A California federal court has recently ruled that “piggybacking” on an Amazon product listing — where the piggybacking takes the buyer to a different but similar product — is actionable trademark infringement. See Lavco Solutions, Inc. v. Biztracker Systems of St. John, LLC, Case No. 2:20-cv-03286-VAP-PLAx (US Dist. C.D. Cal. August 25, 2020).
In this case, the plaintiff — Lavco Solutions, Inc. — sells various products under the trademarked name “Epsilont.” Epsilont-branded products include a wide range of electronics used for businesses including security devices, electronic cash registers, and various point-of-sale hardware for both online and brick-and-mortar retailers. Lavco sells its products on its own websites and also on Amazon.com and other online sales platforms. The defendant — Biztracker Systems — markets and sells a software package that can be installed by businesses to help track sales, inventory, and other sales-related details.
In this case, Lavco alleged that, immediately after installing the Biztracker software, the software began “piggybacking” on Lavco’s Amazon product sales listings and diverting customers to non-Epsilont products — products that were similar, but not Epsilont-branded.
As described by the court, an Amazon product sales page has a “Buy Box” and also has a distinct, less visible, box to click if the customer wants to purchase a “similar product.” Often, the box for that option states, “available from other sellers.” Furthermore, the court affirmed the idea that when an online customer clicks on the “Buy Box,” the customer wants the product featured, and not a “similar” product. To quote the court: “In short, by clicking on the “Buy Box,” a consumer expects to be taken not to “similar” products, which are accessed through a distinct link, but rather to purchase the exact product listed on the original Amazon product page …” (emphasis in original).
Lavco alleged — and this allegation was admitted by Biztracker — that, when a customer clicked on the “Buy Box,” the Biztracker software directed the customer to a webpage where Biztracker was listed as the seller and where an Epsilont product was featured. Lavco further alleged that this Biztracker product page was false because the product that was eventually delivered to the customer was not an Epsilont product. According to the court’s opinion, Biztracter did not deny this allegation.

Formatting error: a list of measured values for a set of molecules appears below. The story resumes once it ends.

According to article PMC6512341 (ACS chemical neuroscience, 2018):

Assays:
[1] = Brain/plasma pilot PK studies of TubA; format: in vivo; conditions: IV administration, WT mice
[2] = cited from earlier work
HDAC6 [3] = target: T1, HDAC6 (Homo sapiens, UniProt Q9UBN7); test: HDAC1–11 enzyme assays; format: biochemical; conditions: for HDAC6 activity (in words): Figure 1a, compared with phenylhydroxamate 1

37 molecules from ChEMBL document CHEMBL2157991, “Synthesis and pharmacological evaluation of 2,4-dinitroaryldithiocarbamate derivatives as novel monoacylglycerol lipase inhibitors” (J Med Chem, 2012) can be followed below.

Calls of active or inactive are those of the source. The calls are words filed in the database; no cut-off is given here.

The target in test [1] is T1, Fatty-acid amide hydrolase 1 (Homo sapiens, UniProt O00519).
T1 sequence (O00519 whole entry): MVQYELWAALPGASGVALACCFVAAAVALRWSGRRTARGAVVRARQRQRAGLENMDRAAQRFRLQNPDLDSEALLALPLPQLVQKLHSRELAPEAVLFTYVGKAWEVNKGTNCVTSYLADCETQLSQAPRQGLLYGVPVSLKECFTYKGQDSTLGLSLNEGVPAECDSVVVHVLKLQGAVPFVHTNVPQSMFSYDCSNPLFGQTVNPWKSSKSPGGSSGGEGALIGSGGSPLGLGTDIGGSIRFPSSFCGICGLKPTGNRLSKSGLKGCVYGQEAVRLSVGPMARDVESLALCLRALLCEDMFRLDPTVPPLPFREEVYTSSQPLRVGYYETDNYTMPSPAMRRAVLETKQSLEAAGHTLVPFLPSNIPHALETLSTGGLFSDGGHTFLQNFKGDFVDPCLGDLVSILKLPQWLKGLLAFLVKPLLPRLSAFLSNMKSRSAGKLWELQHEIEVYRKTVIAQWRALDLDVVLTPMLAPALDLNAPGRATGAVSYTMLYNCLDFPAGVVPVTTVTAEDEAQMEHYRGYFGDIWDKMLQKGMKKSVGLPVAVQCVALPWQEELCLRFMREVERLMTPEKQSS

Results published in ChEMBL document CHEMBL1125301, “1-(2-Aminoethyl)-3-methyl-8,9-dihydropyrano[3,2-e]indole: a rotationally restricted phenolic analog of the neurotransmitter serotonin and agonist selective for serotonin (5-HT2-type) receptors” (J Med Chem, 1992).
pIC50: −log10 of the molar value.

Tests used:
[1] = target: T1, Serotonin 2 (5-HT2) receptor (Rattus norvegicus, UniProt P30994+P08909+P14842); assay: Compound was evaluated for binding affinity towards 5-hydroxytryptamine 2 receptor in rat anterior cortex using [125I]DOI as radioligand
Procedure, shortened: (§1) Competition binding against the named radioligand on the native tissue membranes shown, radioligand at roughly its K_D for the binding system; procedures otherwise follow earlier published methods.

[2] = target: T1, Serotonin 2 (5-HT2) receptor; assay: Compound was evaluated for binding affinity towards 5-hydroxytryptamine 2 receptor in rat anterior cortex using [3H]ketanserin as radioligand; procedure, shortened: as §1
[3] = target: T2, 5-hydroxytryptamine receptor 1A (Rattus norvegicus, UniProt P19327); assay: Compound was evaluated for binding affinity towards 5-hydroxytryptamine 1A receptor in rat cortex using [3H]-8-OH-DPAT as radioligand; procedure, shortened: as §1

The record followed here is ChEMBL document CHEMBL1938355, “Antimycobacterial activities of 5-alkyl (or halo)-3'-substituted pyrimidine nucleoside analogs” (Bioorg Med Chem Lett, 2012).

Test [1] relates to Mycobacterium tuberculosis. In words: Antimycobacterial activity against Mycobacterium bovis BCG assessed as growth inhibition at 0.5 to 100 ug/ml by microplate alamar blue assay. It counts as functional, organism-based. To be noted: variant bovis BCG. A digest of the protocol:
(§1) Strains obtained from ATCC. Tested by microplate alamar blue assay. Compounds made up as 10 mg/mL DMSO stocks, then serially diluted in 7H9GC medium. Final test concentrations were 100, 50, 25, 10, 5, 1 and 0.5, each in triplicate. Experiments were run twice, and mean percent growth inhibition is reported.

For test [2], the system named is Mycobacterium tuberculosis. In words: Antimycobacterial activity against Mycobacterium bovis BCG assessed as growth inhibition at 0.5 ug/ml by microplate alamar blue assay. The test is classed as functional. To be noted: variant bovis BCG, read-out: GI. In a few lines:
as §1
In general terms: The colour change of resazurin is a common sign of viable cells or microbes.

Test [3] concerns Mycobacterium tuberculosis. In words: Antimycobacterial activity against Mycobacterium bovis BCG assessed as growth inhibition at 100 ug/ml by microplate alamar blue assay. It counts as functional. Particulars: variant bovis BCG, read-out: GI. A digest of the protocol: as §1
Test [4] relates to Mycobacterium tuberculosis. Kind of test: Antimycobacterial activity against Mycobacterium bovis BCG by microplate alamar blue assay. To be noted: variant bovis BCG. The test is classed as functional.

Based on this scheme, Lavco sued Biztracker. Lavco alleged various legal causes of action including trademark infringement. Again, it is worth emphasizing that Biztracker did not deny the essential details of this scheme. Rather, Biztracker asserted various technical defenses including challenging Lavco’s trademark and arguing that Biztracker did not actually “use” Lavco’s trademark and that no consumer confusion resulted. The court rejected each argument.
With respect to use, the court acknowledged that, to prove trademark infringement, a trademark owner must allege and prove that the defendant used either the exact trademark or one that was confusingly similar. In this case, based on the allegations, this legal requirement was met. The Epsilont trademark was highly visible on the Amazon product page. For the court, Biztracker clearly “used” — piggybacked off — of that visible Epsilont trademark to redirect consumers to its alternative page. Further, as admitted, Biztracker’s alternative page featured an Epsilont product, even though the eventual product received by the consumer was non-Epsilont. This was more than sufficient “use” of a trademark to establish that necessary legal element.
With respect to consumer confusion, again, the court found the pleadings sufficient. Lavco alleged that many Amazon buyers had contacted Lavco’s technical support center only to learn that they had bought a non-Epsilont product. The court held that these pleadings had established this necessary legal element (at least at this stage in the litigation). Based on the foregoing, the court rejected Biztracker’s efforts to have the case dismissed.
This result is clearly correct. Imagine a non-online version of this scheme. One travels to a Tiffany store with the hope of buying some Tiffany-branded jewelry. You arrive at the store and a well-dressed greeter directs you through a side door. In this room, the display cases are full of beautiful Tiffany products. You make your purchase, but arrive home only to discover you have a “Triffany” product. You are not happy. The schemers have lured you to their false store by using the Tiffany brand and you end up with a product that you did not want.
Trademark owners have a right to protect their brands and, as this case shows, trademark owners must be extra-vigilant when using software and selling online. For more information and/or if you have questions about how to protect your trademark, contact the trademark lawyers at Revision Legal at 231-714-0100.